Variety—the Splice of Life—in Microbial Communities

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Science  27 Nov 2009:
Vol. 326, Issue 5957, pp. 1198-1199
DOI: 10.1126/science.1181501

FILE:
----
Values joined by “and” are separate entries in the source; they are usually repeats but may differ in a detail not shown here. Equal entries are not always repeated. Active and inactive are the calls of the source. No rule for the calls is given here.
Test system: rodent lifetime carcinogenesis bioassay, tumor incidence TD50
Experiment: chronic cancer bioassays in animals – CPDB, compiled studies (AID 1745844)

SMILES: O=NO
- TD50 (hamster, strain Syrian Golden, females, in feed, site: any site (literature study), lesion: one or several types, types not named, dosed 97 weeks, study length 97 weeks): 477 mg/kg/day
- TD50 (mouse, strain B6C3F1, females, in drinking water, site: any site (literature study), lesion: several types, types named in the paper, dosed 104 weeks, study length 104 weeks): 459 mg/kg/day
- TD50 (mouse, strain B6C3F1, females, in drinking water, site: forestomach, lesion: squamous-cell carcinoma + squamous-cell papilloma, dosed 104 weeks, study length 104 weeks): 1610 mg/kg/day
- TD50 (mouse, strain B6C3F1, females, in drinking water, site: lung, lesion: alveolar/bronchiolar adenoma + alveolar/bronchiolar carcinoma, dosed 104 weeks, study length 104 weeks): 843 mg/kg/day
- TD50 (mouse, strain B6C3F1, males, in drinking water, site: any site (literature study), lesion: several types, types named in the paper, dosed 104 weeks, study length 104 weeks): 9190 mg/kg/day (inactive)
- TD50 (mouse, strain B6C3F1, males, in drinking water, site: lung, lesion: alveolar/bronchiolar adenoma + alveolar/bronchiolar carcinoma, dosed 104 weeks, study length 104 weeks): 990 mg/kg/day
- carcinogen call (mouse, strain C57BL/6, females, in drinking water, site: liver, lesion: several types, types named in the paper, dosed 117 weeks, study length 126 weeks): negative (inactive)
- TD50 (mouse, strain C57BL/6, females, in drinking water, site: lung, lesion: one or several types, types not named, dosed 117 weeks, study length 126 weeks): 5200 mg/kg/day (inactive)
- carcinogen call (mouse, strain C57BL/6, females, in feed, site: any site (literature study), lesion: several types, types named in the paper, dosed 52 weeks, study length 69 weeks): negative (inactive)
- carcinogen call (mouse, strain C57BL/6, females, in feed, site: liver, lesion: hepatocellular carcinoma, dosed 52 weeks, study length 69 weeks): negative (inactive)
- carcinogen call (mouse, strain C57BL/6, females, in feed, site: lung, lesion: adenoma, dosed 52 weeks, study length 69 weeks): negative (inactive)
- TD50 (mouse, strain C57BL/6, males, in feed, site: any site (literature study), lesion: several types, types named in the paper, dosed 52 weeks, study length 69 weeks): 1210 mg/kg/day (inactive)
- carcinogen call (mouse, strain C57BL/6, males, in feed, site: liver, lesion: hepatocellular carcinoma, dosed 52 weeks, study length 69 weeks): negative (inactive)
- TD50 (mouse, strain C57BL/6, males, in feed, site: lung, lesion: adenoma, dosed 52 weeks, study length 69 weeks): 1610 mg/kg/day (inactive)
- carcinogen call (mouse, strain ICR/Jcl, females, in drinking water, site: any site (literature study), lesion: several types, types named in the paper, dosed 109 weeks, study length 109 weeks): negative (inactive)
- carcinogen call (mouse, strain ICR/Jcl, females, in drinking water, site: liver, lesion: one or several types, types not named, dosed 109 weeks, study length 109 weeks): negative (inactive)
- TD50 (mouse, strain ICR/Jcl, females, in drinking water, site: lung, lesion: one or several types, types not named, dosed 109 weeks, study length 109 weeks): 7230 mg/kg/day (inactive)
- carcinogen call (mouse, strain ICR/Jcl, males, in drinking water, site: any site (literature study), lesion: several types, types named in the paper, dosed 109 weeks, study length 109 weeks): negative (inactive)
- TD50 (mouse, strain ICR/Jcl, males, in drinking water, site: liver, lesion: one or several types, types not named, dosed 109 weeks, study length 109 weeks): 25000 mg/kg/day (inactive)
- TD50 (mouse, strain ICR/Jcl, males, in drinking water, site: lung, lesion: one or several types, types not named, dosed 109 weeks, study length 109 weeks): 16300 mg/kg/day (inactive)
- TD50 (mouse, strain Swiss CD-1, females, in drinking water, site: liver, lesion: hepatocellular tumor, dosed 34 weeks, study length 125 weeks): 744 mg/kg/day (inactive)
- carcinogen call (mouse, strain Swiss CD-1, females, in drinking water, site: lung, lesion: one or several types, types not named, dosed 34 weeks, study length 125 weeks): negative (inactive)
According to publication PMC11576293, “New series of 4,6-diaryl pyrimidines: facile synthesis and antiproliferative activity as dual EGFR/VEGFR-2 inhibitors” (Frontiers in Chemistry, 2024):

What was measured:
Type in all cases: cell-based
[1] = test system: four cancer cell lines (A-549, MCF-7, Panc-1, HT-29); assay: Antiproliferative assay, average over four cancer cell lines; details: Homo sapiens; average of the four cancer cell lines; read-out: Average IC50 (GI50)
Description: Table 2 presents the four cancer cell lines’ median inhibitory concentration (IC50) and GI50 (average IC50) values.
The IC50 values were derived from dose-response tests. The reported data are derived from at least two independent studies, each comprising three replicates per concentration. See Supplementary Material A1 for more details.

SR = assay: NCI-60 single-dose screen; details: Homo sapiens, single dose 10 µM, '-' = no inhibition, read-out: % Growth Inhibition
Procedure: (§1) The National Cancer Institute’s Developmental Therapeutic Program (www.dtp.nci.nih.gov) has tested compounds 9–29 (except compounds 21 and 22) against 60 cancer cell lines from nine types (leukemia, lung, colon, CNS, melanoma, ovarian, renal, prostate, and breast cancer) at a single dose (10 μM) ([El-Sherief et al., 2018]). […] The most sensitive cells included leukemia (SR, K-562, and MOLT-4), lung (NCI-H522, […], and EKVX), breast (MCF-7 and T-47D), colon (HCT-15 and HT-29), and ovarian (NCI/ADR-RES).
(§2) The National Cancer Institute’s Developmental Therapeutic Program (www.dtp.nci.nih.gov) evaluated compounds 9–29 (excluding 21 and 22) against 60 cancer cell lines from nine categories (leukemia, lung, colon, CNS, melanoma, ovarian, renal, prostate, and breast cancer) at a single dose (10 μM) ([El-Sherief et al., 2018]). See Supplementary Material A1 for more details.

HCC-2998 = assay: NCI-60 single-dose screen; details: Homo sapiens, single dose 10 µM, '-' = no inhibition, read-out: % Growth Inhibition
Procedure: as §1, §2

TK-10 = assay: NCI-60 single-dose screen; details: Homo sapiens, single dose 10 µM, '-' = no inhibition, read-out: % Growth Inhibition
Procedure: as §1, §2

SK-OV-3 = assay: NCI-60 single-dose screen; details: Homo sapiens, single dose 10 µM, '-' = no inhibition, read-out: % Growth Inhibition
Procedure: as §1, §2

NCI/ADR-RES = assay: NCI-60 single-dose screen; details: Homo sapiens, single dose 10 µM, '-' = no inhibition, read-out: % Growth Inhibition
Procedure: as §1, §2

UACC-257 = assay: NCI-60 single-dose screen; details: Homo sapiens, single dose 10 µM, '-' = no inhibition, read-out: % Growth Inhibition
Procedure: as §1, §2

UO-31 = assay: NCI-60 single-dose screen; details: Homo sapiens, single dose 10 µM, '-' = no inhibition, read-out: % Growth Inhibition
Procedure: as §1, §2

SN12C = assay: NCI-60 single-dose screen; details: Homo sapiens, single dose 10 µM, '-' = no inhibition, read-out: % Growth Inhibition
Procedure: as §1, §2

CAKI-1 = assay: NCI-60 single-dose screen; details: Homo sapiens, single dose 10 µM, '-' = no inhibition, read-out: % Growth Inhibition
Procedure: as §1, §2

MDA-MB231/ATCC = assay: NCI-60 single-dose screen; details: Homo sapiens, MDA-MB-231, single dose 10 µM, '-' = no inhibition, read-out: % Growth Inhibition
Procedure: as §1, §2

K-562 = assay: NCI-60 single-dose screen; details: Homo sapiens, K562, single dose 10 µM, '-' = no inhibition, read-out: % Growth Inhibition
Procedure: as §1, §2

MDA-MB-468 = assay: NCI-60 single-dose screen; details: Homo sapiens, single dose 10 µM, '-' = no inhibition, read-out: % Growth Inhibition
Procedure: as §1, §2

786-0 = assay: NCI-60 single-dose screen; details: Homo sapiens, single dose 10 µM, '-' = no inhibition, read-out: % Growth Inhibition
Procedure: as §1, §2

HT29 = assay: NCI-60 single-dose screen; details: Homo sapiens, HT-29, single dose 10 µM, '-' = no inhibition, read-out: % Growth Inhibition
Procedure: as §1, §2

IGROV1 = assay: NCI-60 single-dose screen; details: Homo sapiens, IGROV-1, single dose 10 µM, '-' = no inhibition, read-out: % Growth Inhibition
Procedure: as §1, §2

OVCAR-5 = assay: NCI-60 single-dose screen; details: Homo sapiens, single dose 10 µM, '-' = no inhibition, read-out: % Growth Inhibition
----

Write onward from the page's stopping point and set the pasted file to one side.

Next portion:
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Bacteria and Archaea are commonly thought to exist as clonal populations because they reproduce asexually. However, genomic studies have shown that the evolutionary trajectories of most bacterial and archaeal populations are profoundly modified by exchange of genetic information, which creates natural populations that are inherently diverse. Much of this genomic variation confers no selective advantage or leads to evolutionary dead ends, some provides the raw material for selection that gives rise to new capabilities and lineages, and some may be critically involved in defense against mobile elements. Recently, it has become apparent that many Bacteria and Archaea splice into their genomes tiny fragments from the viruses and other mobile elements that harness them to replicate and survive. The uptake of these fragments can be so rapid that most bacterial and archaeal cells in a single population could be genomically distinct at the hypervariable locus where fragment insertion occurs. Variety that results from this diversification process could, in some cases, be critical to host population survival.